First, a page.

Certainly, accidents happen, and there is always a risk to fans that attend motorsports events. Fans have been injured, and sadly killed, at not only stock car races, but off-road events, drag races, sprint car and midget programs, and IndyCar events to name a few. Heck, a very similar accident to Edwards’s occurred at Talladega in 1987 involving Bobby Allison, who tore out about 150 feet of the catchfence not far from where Edwards landed this spring. Almost eerily, fans were injured in similar ways as a result. The catchfence Edwards tested was simply an improved version of the one that Allison destroyed some 22 years earlier.

I have whiled away many afternoons looking at that catchfence, and at one time thought it to be built with adequate protection. It sure seemed tall enough, and the heavy chain-linked steel mesh along with the galvanized cable and turnbuckle rigging seemed impenetrable.

But as I understand now, it’s clear the fence still needed improving. Had it performed as it should have, even a fool would know that International Speedway Corporation would not be spending the undisclosed tens of thousands of dollars they have committed to upgrading not only Talladega’s fence, but Daytona International Speedway’s, as well. Yet instead of being forthright with the racing community and admitting that deficiencies were identified in the present catchfence design – fans are fed corporate gobbledygook instead.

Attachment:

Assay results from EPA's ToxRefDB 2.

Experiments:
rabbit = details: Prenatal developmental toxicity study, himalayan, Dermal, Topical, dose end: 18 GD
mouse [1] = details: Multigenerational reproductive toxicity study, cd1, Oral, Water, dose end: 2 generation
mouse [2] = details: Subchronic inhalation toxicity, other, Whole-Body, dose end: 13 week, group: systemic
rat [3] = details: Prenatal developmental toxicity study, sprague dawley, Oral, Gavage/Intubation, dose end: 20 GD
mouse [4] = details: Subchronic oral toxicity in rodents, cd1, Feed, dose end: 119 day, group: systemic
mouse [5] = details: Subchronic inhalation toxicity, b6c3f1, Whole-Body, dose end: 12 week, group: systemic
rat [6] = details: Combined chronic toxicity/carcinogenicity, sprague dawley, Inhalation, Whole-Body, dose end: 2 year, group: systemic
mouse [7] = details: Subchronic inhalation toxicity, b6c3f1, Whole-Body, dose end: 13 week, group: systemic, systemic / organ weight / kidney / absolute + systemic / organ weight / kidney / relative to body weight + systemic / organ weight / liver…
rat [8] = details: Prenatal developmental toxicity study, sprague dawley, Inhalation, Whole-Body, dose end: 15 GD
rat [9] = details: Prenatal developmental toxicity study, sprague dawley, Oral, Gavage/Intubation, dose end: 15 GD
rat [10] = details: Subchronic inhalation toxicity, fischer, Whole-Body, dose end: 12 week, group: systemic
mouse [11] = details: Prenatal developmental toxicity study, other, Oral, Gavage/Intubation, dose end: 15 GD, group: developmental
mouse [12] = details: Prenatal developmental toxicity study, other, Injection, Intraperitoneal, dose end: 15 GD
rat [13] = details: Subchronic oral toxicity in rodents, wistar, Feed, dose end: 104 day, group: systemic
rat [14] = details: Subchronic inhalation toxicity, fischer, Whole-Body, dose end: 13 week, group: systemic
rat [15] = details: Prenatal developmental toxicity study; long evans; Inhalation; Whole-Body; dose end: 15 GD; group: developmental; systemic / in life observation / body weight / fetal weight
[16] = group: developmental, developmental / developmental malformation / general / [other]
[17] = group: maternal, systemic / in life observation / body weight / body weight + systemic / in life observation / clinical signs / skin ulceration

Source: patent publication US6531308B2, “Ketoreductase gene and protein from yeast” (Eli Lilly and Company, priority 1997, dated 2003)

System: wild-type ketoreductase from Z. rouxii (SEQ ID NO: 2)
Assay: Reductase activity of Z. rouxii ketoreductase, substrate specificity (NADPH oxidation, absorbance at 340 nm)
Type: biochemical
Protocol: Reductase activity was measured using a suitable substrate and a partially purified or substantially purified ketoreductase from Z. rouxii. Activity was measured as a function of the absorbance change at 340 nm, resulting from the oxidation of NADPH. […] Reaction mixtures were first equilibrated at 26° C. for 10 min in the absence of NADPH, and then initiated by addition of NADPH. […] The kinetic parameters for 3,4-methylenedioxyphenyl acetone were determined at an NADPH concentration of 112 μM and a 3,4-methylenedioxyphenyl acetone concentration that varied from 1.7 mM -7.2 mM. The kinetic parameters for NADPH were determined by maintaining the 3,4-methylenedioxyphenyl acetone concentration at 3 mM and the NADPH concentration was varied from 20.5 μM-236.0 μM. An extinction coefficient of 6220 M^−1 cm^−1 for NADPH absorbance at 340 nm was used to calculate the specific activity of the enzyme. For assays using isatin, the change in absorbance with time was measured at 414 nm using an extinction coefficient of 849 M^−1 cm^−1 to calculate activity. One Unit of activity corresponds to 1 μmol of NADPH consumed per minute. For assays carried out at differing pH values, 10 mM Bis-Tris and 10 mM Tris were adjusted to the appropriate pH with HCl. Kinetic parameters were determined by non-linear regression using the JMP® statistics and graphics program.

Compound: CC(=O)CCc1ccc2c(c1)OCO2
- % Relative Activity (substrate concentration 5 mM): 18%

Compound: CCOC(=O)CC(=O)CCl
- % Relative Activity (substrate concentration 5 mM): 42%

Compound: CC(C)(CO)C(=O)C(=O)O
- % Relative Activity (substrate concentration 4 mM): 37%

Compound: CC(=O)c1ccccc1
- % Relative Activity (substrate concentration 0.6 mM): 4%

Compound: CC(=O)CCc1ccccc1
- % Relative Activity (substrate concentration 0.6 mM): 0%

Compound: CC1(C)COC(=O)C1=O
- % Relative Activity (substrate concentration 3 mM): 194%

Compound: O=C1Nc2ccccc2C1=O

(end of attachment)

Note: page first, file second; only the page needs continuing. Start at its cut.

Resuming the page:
It never ceases to amaze me how little regard many of those in control of this sport have for the intelligence of its fans. In this case, they are attempting to deny that what fans saw with their own eyes and is documented actually happened. Perhaps even more puzzling in this instance is why would they even bother to spin the story. It is doubtful that it was for legal reasons, as whatever liability the track may have to those injured is whatever it is going to be. If anything, the upgrade to the catchfence could, in itself, be argued as proof that the current height and angle was indeed deficient.

Curiously, the performance and safety of the fencing never was a big issue amongst most fans or the media, even in the initial days following the accident in April. In their eyes, it prevented a major catastrophe, as nothing more serious than a broken jaw was reported. But in my eyes and the eyes of many others who were there, things could have ended up far, far worse.

The good thing is with the announcement of improvements on Monday, much of that debate will soon become irrelevant. For the truth of the matter is that the track has identified and taken measures to to construct a new, improved catchfence that will better serve to prevent injuries from fans being hit with debris in the future.

Why couldn’t they just say that?

And that’s my view from turn 5.